This is the kind of thing you hear often from people from the left when they find out that there are people who are Republicans, and that they arent all gap toothed, inbred, mono-browed NASCAR fans. Of course, their first most natural reaction isnt that there are two sides to any opinion, it is that there ‘must be something wrong, and we must correct it’.
    What is it about the left and its need to seek utopia?
    For a great book on the subject, I reference Harry Steins: ” How I accidentally joined the right wing conspiracy….( and found inner peace)”

  • joe shropshire

    Mmmm, I’m not sure I’d just flat-out call this absurd. Bill Bishop’s piece on “landslide counties”, which Brooks cites, looks interesting. Here’s Tim Noah, in Slate, Mister Landslide’s Neighborhood:
    Bishop blames this heightened partisanship on the proliferation of “landslide counties.” He defines a landslide county as one in which the presidential nominee of one party receives at least 60 percent of the vote. In 1976, 26.8 percent of American voters lived in landslide counties. By 2000, that proportion had nearly doubled, to 45.3 percent.
    Noah has a link to the original piece & ya gotta register.

  • john

    I don’t read much in the NYT anymore unless a particular article or column is referenced by another source. I was a NYT online subscriber and discussion forum poster until about 6 months ago. Wading through the condescension became too much work for me.
    I don’t doubt that I’m missing some pearls here and there, but I’ve come to believe that my time is better spent elsewhere.
    Mr. Brooks can be surprisingly insightful, especially when compared to his op-ed cohorts, Safire excluded of course.
    I think Jeff is correct in his assertion that the modern media is complicit in the divisiveness we experience.
    Michael the Moor justifies his work by claiming factual accuracy. I’m told he is factually correct.
    In the same sense, our media outlets maintain their journalistic integrity by getting the facts right, mostly. It is not the facts that are inaccurate, it is the context in which they are presented.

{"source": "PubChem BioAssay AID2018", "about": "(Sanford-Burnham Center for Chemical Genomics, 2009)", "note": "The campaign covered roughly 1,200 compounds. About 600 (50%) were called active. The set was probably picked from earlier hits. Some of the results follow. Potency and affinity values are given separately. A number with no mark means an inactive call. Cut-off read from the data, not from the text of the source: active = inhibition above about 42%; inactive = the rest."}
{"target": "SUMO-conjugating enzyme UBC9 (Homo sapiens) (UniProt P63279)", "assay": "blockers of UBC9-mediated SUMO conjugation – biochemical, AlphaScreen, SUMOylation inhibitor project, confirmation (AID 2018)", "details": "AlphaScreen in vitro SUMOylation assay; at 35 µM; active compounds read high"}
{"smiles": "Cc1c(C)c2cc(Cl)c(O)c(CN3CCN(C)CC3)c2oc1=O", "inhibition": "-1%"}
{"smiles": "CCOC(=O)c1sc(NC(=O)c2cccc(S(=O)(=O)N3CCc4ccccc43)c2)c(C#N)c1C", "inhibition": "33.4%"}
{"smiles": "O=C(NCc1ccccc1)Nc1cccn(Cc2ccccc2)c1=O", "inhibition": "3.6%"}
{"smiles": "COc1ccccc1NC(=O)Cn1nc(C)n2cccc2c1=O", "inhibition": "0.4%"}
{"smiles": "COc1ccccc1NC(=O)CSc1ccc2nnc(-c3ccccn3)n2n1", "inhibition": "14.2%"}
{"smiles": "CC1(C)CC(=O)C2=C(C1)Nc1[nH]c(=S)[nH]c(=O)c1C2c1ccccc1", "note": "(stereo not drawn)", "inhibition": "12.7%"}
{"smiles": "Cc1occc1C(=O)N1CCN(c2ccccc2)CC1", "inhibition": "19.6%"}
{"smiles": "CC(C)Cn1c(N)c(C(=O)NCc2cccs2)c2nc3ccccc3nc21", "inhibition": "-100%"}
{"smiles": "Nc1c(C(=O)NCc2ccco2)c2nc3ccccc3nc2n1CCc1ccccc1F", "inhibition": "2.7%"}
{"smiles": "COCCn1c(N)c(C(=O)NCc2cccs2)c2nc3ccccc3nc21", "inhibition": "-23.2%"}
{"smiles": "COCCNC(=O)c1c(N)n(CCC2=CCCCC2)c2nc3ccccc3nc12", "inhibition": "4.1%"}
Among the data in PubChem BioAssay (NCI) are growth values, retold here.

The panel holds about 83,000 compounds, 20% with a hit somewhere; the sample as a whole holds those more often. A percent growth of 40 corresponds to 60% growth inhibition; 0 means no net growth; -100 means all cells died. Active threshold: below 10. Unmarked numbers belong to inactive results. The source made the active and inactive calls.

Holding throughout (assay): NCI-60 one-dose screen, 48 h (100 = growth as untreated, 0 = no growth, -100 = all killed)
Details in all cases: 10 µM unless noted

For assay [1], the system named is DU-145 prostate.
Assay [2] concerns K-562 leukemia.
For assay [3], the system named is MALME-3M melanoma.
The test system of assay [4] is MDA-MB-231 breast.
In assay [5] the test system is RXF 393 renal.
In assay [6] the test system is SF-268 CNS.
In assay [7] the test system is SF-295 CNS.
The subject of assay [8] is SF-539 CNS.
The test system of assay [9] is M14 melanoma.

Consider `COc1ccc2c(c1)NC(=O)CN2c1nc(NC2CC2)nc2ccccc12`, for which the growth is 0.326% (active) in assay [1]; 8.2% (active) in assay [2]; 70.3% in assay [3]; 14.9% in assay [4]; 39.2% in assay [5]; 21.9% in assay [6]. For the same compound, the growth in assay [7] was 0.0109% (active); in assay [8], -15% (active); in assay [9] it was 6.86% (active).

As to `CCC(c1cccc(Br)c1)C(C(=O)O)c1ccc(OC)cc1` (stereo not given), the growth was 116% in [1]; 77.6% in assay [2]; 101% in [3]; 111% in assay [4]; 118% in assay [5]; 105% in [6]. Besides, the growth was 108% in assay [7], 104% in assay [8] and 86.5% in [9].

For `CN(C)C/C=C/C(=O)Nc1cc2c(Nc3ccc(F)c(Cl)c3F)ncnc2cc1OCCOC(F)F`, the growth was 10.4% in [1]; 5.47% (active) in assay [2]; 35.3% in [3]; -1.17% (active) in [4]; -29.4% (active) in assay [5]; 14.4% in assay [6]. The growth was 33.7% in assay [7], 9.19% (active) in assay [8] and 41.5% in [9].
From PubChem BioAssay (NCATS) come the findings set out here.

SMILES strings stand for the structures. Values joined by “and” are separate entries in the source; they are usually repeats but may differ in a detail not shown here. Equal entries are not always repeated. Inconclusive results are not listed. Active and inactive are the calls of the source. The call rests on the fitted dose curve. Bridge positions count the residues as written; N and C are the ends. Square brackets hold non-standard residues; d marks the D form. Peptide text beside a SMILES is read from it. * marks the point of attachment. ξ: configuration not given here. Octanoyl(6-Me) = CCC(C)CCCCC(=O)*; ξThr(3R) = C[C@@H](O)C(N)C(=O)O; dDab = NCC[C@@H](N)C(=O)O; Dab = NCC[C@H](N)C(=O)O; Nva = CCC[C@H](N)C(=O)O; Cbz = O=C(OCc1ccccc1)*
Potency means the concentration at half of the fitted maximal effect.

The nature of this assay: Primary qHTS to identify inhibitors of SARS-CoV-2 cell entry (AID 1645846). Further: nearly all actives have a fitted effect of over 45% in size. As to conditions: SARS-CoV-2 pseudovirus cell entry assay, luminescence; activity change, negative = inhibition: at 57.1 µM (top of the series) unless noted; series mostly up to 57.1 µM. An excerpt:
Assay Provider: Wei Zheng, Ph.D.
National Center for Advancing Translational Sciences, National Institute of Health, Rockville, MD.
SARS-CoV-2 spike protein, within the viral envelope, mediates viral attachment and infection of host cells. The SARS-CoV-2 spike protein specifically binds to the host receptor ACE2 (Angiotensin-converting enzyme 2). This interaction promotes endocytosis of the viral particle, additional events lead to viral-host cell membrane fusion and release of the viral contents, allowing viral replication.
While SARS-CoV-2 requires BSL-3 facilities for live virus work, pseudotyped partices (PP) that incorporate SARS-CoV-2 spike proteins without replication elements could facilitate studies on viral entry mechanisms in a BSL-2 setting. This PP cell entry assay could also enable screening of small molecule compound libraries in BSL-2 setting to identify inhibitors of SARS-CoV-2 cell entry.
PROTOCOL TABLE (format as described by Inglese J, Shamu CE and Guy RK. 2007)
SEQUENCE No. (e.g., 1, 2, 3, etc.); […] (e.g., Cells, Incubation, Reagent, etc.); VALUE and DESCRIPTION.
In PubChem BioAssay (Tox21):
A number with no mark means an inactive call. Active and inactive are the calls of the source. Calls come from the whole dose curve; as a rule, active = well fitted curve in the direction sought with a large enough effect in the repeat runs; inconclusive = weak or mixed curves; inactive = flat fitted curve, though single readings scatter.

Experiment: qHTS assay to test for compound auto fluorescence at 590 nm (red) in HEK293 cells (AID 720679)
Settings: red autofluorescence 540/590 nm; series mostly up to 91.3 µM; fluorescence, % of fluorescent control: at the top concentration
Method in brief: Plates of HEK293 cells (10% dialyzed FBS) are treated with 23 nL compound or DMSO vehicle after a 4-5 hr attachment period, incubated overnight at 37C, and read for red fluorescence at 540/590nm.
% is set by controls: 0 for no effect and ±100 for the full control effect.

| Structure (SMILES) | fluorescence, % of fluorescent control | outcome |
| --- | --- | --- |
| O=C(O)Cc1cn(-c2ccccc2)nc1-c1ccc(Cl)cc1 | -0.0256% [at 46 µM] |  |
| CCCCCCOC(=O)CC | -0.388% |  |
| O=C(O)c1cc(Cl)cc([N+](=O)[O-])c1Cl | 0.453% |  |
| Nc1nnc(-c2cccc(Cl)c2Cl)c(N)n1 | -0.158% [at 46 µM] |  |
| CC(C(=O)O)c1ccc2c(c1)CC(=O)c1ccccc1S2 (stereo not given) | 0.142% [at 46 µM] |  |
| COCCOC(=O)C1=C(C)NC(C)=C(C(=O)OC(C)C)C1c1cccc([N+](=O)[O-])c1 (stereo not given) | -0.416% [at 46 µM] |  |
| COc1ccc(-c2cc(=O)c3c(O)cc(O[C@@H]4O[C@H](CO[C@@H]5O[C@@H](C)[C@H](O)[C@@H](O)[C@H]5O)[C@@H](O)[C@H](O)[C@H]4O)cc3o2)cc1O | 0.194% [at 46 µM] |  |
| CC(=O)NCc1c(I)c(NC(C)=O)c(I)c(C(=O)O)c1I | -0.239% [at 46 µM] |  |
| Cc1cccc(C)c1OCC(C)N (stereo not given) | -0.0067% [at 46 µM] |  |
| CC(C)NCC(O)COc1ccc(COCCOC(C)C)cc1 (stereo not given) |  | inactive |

Media pros are quick to sound the alarm of righteousness whenever they perceive too great a concentration of power, anywhere. At the same time they believe themselves empowered to manipulate the very context in which we view the events of our world. At some point, most in the media have advocated regulation of some kind for every other institution in our lives except their own.
    I am absolutely not in favor of a regulated press, but one that balances it’s own immense power with an appropriate sense of responsibility.

  • Re: educated people being more polarized – I think it’s because they’re more likely to pick a a critical issue and vote with it every time. For example, if you really, really, really like free markets, you will vote Republican even though you may be a libertarian on social issues such as drugs and abortion.
    In my case, I’m mostly libertarian on economic issues, but I can’t abide the religious right wing of the Republican party, so I usually vote Democratic. Other people (many of my friends) go Republican on economic issues.
    Also, re: “I live in a rabidly Republican county and I’m a Democrat. But I don’t yell at my neighbors about politics over the fence.” That’s why we have politicians. They do the yelling for us. As with many things in a free market, we often outsource political action.
    Also, the national market has made political pissed-offness scalable – if not for radio syndication, Rush Limbaugh would just be a yammering local DJ. But by attracting 5-10% of the market in hundreds of markets, he scales to 10-20 million listeners and thus becomes more legitimate, which in turn makes him a symbol of how polarized we are. In fact, many of his listeners probably disagree with him on some issues, but they’re willing to outsource their political dissent to him because he’s “close enough.”